Pico vs Laser

Discussion in 'Laser Talk' started by George537, Jul 28, 2014.

  1. George537

    George537 New Member

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    Hello there,
    I have been looking around the internet to try and find the boat best suited for me and so far have failed, this website kept popping up so i decided to ask.

    I have been sailing Picos for a month now and a little bit before and i am really starting to enjoy sailing. I have decided to think about buying a small sailboat eg. laser or pico but cannot decide. I am a beginner in the sport and i feel that i will out grow a pico quite quickly but having sailed a laser once a few days ago i don't know whether i am ready for the power that lasers wield. I sail on a Lake/Reservoir and i do like going fast but there are times when i just want to cruse along gently, as i said earlier i am unsure whether i can control the power of a laser and don't particularly fancy capsizing every time i go out. I also realize that picos can be fitted with a jib, would this make a pico as fast as a laser making a pico upgradable? I just think that laser look loads more fun but am unsure of the practicalities. I also would like to ask if a boat that can be fitted with a jib or spinnaker would be more worthwhile as when i am bored of the speed of the mainsail alone i could go faster with a jib or spinnaker?

    Sorry if I asked any stupid questions I'm new!
    George
     
  2. SnowDog

    SnowDog New Member

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    Hello and welcome to the forum George, I am also new to the boards.
    I used to windsurf but wanted something more relaxing so I got a Laser...can't say it's all that relaxing yet but I'm having fun with it. I'm also sailing on a small lake with shifty and gusty at times winds and I can say that I've yet to capsize it but I've come close a few times.
    Lasers have 3 different common sails from what I can find. The Standard which is the largest and the one I have, Radial and the 4.7 being the smallest. I believe the boom is interchangeable with all 3 rigs but you need a different lower mast section for each one.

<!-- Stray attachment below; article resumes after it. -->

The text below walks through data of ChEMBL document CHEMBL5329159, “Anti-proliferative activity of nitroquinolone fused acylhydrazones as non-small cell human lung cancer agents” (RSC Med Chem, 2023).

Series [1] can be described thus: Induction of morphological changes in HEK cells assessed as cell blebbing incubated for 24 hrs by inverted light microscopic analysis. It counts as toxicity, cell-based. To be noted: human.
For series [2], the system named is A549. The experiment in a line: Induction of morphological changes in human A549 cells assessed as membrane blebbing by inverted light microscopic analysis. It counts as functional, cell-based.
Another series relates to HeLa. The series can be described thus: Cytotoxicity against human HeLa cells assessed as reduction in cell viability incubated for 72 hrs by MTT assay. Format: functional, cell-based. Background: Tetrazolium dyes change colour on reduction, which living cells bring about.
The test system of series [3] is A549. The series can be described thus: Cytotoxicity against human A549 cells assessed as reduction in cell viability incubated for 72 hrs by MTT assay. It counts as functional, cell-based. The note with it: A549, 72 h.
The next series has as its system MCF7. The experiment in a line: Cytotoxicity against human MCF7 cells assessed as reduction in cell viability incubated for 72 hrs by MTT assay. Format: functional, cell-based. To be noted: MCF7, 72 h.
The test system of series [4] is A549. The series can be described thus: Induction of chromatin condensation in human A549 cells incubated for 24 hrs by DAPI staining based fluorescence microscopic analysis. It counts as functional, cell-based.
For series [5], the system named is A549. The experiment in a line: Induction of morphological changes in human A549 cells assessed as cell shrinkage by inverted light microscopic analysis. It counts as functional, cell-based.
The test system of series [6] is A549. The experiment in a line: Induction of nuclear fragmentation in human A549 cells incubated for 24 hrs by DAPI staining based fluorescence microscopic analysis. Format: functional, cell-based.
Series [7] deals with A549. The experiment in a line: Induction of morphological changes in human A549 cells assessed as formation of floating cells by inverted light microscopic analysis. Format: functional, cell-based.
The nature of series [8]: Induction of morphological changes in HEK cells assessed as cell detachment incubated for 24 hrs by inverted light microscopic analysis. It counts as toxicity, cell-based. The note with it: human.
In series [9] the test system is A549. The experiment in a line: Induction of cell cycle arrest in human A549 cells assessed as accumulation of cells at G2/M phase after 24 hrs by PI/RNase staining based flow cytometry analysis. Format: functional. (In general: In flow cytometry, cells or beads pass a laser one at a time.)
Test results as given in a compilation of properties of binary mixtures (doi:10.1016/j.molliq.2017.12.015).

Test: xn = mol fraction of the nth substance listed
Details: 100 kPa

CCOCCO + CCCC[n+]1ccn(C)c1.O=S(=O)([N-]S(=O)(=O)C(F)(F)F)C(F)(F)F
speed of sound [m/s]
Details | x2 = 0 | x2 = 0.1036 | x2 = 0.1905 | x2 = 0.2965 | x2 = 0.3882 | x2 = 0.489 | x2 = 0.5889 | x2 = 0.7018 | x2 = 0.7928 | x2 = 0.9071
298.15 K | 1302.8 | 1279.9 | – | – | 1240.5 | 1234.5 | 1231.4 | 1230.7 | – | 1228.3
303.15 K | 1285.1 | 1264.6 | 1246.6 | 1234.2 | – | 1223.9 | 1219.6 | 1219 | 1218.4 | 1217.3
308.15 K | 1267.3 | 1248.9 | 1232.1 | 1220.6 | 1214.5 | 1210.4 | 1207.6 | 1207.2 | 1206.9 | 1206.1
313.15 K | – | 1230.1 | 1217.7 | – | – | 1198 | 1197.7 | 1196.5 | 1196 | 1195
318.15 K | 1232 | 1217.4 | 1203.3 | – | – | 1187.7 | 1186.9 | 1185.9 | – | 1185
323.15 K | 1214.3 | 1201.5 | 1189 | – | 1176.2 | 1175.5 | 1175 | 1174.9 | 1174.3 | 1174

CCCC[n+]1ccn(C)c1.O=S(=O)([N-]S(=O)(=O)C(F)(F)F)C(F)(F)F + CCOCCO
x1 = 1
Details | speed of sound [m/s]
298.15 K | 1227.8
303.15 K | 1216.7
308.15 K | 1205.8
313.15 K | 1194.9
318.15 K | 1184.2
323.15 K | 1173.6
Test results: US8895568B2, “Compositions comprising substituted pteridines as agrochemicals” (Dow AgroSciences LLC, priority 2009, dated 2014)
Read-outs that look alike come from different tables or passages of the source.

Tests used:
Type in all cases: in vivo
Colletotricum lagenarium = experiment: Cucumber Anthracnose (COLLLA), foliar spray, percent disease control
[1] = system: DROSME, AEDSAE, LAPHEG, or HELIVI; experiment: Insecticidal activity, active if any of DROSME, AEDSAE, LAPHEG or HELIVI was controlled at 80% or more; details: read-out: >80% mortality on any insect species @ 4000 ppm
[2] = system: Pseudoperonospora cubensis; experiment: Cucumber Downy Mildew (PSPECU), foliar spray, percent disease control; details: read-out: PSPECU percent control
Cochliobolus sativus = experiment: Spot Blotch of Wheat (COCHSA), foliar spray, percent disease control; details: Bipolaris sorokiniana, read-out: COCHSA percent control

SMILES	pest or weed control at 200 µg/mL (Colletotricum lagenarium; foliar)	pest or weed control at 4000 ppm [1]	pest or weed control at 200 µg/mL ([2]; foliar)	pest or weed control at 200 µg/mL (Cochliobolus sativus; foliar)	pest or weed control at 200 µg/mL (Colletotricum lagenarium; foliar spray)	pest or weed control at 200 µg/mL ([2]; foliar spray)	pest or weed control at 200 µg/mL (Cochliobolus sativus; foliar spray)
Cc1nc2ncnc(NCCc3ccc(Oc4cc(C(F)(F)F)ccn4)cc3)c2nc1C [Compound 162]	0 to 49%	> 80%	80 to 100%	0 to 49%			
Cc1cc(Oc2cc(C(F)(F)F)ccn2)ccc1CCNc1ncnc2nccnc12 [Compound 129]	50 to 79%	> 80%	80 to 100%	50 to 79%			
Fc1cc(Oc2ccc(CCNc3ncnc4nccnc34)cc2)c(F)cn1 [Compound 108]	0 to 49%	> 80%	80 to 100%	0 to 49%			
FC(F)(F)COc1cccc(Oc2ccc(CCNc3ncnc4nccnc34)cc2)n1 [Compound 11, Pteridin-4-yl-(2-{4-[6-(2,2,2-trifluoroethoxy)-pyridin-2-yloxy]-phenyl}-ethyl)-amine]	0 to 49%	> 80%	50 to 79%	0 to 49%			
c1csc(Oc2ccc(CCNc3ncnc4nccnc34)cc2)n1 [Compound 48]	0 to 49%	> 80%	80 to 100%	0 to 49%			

I can't say anything about the Pico as I don't know it at all. I've sailed both the Sunfish and a Dyer before the Laser and honestly the Laser is a lot of fun. I haven't been sailing in about 10 years so I'm a bit rusty but I'd say if you got quick reactions and can dump the main and jump to windward you should be able to keep the cloth side up in most cases.
    I'm sure some of the more experienced sailors will be able to answer some of your more technical questions.

    And the only stupid questions are the ones you don"t ask :)

    Marc
     
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  3. George537

    George537 New Member

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    Thank you for the reply,
    when i sailed a laser a few days ago i also nearly capsized it whilst trying to avoid a collision with a rowing boat (oops!):rolleyes: on that sail i was lucky not to capsize it as the winds were very strong. How much 'getting used to' do lasers take? is it advisable to take one out on a not so windy day just to get used to it. I used the standard in the laser a few days ago but how much difference does i make radial or standard?
     
  4. jeffers

    jeffers Active Member

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    The Laser is an easy enough boat to sail as long as the winds are not too strong. Difficult to master though as the technique can be quite specific.

    That said just reaching around in a laser in a blow is a lot of fun and can be mastered by a competent sailor pretty quickly.

    If you are going to race expect it to take some time to get in and amongst the fleet (but do speak to others in the fleet and ask for their hints and tips and watch them when they sail).

    Personally I would choose a Laser over a Pico every time.
     
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  5. SnowDog

    SnowDog New Member

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    The ideal weight for a standard rig sailor is around 190 lbs, I'm about 130 lol. Radial is more my range from what I have seen.